Frank Dobson, the former health secretary, claimed yesterday that the Blair Government was aiming to redefine the NHS as "a health insurance system not a health care system", and that plans for foundation hospitals "will mean the end of the NHS".
His remarks at the TUC's annual conference came as opposition peers expressed grave concerns about the creation of foundation hospitals, calling the Government's scheme "half-baked".
The attacks follow a similar rebellion on the issue in the House of Commons, when the Government's majority was reduced to 35.
Lord Clement-Jones, the Liberal Democrat health spokesman in the House of Lords, warned Lord Warner, a Health minister, that he will face stiff opposition from MPs in his own party during the annual Labour conference in Bournemouth in three weeks' time. He added: "On these benches our aim is to force the Government to scrap this half-baked scheme of reform completely. Foundation hospitals were nowhere in the Government's manifesto at the last election and there has been no consultation on these proposals at all."
The Tory spokesman in the Lords, Earl Howe, said the culture of "dog eat dog", which will be encouraged by foundation hospitals, had no place in the NHS.
"The Government profess to believe in levelling up standards of NHS care. I frankly cannot see how this is possible when the very trusts who need capital most would be deprived of it, while foundation trusts get it because they're considered to have earned it as their privilege," he said. "As night follows day, financial growth in foundation trusts will mean cuts in the budgets of other hospitals to the detriment of patients."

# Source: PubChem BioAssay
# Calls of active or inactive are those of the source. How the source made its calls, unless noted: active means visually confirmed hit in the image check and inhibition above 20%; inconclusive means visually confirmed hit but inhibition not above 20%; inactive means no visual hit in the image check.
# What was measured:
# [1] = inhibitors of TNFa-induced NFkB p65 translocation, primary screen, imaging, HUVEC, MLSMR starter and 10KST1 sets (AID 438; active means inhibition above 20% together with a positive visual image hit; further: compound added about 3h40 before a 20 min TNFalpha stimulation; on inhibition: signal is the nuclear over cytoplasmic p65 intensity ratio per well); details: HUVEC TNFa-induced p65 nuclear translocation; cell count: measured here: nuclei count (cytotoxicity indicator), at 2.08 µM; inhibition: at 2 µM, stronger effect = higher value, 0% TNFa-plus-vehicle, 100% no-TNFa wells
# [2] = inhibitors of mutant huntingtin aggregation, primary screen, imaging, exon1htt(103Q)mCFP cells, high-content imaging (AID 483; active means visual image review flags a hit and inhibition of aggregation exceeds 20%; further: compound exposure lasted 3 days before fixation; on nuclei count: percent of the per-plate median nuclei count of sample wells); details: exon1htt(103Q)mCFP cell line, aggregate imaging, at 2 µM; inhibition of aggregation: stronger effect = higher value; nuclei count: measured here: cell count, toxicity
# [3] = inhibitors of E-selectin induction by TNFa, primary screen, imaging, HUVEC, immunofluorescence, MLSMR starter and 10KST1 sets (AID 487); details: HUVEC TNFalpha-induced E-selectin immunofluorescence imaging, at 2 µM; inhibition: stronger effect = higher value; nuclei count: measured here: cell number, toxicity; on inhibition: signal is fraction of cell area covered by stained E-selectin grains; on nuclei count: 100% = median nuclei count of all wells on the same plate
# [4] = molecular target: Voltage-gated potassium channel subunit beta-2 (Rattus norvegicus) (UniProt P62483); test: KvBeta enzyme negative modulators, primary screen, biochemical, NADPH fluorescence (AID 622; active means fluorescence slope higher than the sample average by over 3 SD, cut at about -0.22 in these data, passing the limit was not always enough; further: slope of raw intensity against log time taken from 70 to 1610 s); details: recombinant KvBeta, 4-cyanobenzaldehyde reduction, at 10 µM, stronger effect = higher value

Mr Dobson accused the Government of "trying to remodel the NHS on the lines of the USA", by introducing commercial considerations and urging hospitals "to approach problems with the same attitude of mind as American health care corporations".
But John Reid, the Health Secretary, defended the Government's plans to give some NHS hospitals more control over how they are run.
"This is about giving the working people of this country a better service than ever they have had before. And not only to make it a fair system to all, but to make it as personal as possible to everyone, and to do that you have to decentralise," he said on BBC Radio 4.
"If we do not improve and reform the health service at the time we are putting the capacity in, then we will not get a health service that is supported for the next 50 years as it was for the last 50 years," Mr Reid added.Reuse content